Veda Boykin: Racial Inequality in Household Wealth—A Long Time in the Making

Veda Boyki

Veda Boyki

With the point from Robin Green’s guest post “Don’t Recognize Racist Externalities with a Pigou Tax” in my mind, I was fascinated by the possibility that Veda Boykin raises in the guest post below that some of the disparity in wealth between African Americans and whites might be do to prejudice in where people want to live. As I discussed in “The Wrong Side of Cobb-Douglas: Matt Rognlie’s Smackdown of Thomas Piketty Gains Traction,” a big part of household wealth is housing wealth. And a big part of the value of a house comes from people’s desire to live in a particular neighborhood. If many people don’t want to live in predominantly African American neighborhoods, that will reduce the value of their houses and so their wealth. (Even if they were also able to buy there houses more cheaply, this would still put a damper on their wealth because capital gains on houses are skewed upward.) 

Veda is a student in my “Monetary and Financial Theory” class. This is the 16th student guest post this semester. You can see the rest here.

The economic inequality between racial and ethnic groups has risen markedly over the past half century. The graph belowillustrates a sharp divergence in average family wealth by race/ethnicity over the period from 1963- 2013. How can such a large difference be accounted for? Disparity in income and education readily spring to mind as explanations. While these variables certainly account for some of the difference, wealth disparity is three times greater than income disparity by some measures, and the wealth of college-educated minority groups still lags behind that of the majority counterpart. There is an additional explanation.  In this post I attempt to argue that current racial wealth disparity is partially explained by one of the largest components of wealth: housing. To be sure, early FHA policies set in motion a housing valuation scheme based on neighborhood demographics, and the legacy of these policies are seen in the current wealth disparity.

Why housing is worth considering:

The most valuable item on many household balance sheets and a significant component of net worth is home value. According to the Federal Reserve Board, primary residences account for 30% of household balance sheets. (See the the pie chart below.) Home equity is used by many families to finance education and save for retirement. As one of the most valuable privately-owned assets, it is a nontrivial factor in calculations of household net worth. Given the positive effect of net worth on consumption and output trends, a substantial amount of attention is owed to the political and social forces that made and continue to make wealth accumulation difficult for some.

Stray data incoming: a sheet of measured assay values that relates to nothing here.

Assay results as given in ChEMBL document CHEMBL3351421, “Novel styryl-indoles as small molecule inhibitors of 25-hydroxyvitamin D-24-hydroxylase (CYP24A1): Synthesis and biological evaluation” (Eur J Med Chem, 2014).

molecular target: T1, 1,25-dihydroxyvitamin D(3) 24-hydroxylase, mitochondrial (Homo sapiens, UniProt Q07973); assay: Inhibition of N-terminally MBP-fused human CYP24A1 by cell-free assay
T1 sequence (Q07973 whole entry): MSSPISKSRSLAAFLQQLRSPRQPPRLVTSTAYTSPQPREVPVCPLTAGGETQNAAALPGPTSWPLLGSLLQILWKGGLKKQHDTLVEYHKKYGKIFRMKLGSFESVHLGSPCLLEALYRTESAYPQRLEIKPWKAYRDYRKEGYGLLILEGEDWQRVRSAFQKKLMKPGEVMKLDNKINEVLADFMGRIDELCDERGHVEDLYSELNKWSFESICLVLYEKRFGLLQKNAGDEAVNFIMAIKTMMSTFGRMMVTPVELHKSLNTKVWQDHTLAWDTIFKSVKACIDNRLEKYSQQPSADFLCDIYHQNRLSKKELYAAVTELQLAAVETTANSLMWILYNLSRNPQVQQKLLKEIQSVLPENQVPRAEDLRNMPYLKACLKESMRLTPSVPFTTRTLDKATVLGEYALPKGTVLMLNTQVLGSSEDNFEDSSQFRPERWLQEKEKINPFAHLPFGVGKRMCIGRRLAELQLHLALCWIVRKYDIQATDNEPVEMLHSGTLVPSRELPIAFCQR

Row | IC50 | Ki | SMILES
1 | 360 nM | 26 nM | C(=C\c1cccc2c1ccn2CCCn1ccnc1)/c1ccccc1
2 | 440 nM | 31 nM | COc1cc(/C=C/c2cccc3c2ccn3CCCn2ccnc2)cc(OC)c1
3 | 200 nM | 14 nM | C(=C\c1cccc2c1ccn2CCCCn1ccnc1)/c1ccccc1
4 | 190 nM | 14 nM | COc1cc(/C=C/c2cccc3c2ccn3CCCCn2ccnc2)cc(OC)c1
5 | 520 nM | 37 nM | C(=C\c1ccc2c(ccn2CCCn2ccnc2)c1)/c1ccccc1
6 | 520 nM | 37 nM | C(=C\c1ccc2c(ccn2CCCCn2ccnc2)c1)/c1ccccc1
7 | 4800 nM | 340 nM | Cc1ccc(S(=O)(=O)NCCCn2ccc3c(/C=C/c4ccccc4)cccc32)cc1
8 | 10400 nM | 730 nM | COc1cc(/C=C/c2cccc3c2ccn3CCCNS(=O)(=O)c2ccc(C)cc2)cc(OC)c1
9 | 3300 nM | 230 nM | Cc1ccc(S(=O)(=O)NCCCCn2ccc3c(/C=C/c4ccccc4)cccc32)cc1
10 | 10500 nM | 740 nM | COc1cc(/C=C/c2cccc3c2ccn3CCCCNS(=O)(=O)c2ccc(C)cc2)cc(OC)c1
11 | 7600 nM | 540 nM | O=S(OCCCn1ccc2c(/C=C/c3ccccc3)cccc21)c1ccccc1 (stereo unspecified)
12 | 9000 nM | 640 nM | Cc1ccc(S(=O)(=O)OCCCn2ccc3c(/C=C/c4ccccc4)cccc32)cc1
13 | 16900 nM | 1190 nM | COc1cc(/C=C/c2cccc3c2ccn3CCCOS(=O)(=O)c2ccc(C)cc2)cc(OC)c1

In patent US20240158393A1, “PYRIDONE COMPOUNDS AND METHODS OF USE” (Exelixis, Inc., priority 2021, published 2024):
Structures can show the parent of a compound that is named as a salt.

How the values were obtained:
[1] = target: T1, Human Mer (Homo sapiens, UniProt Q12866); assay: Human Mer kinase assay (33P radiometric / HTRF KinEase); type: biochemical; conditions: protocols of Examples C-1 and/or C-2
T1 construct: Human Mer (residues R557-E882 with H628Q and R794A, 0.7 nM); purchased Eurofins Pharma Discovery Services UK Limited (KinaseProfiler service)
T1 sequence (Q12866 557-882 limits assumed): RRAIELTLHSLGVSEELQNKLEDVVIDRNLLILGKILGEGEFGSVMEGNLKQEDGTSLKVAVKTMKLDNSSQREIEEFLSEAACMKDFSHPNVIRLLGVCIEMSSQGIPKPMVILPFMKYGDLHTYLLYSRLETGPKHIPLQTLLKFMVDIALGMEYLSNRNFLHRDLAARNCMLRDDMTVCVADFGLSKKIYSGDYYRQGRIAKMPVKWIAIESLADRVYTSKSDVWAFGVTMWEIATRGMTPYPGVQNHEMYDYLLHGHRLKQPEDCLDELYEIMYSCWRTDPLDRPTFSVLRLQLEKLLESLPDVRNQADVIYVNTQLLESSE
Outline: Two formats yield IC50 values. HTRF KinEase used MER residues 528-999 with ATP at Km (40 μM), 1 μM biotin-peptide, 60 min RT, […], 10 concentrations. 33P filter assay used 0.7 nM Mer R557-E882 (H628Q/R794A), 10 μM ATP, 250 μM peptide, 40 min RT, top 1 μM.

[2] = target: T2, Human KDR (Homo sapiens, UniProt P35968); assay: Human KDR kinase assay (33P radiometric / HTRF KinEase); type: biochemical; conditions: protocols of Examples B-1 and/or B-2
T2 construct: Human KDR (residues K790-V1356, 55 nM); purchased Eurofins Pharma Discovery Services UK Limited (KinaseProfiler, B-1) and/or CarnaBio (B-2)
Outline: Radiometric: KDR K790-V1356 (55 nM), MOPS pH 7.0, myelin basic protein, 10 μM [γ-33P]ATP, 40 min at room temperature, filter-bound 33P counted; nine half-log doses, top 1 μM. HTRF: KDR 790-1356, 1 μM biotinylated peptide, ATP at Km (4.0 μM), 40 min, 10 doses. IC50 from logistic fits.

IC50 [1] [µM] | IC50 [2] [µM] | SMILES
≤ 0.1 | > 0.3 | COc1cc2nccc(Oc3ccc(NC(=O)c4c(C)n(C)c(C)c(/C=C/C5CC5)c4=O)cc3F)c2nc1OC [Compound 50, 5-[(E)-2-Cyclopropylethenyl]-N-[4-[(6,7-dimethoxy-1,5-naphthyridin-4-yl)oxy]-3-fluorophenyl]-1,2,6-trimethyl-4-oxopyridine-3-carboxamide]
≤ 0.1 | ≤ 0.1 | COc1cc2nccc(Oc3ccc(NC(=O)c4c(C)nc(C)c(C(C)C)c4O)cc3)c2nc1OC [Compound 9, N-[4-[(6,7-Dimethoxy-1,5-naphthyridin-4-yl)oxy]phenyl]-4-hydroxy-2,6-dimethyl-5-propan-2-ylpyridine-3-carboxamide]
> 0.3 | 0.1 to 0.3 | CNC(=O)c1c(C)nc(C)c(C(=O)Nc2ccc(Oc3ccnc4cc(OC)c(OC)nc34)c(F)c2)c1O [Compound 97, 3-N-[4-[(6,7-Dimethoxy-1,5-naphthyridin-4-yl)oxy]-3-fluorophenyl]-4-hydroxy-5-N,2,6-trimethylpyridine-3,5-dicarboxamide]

A history of federal housing policy sheds light:

As part of the New Deal Housing program The Federal Housing Administration instituted racial assessment in rating property values. In doing so, the FHA redlined integrated and minority neighborhoods giving them lower (red) ratings than exclusively white neighborhoods. The government cited financial risk as the rationale behind their ratings system. This lead to the governments underwriting of over $100 billion in new housing loans from 1934-1962 (where graph above begins) almost exclusively to white home buyers. Alternatively, federal housing projects were built in central cities which housed high concentrations of non-white minorities. The result of such actions was to suburbanize America racially.

When the FHA ended its policy of racial risk assessment and non-white families were able to move into suburban neighborhoods, their neighborhood property values declined. Original residents of these subdivisions faced incentives to sell off their properties in anticipation of lowering house values. This reinforced the FHA’s initial policy, creating a dual housing market: one which subsidized home ownership for families of the racial majority and one that divested minority families of the same opportunities for wealth accumulation. Although the government eventually turned to more progressive policies, it had already laid the groundwork for economic disparity into the future.

A 2010 report from John R. Logan and Brian J. Stults on “The Persistence of Segregation in the Metropolis” illustrates the current legacy of such policies:

“In 367 metropolitan areas across the U.S., the typical white lives in a neighborhood that is 75% white, 8% black, 11% Hispanic, and 5% Asian.”

“The basic message here is that whites live in neighborhoods with low minority representation. Blacks and Hispanics live in neighborhoods with high minority representation, and relatively fewwhite neighbors. ”

Clearly, the effects of government redlining did not reverse course when public policy changed.

Much of wealth is inherited. The role of inheritance in passing on wealth suggests that the structure of residential segregation established in the mid-1900s in part contributes to present position of net wealth. I.e., if transfers of wealth are generally familial, then the effects of discriminatory housing in the fifties, for instance, are likely show up in the current racial wealth gap. This is further compounded by current residential preferences and incentives (to protect property value by living away from minority groups) reminiscent of those in existence when neighborhoods first opened to integration, a claim supported by the neighborhood statistics cited above.

Remedial policies must address the effect of housing discrimination on wealth if they are to unlock a more robust consumer base and consequently drive up the growth rate of output. This post takes a further look at one of the root causes of racial economic disparity in the U.S., the effects of which still linger. This is a first step in the process of ensuring full participation of all U.S. citizens in the American economy and its recovery.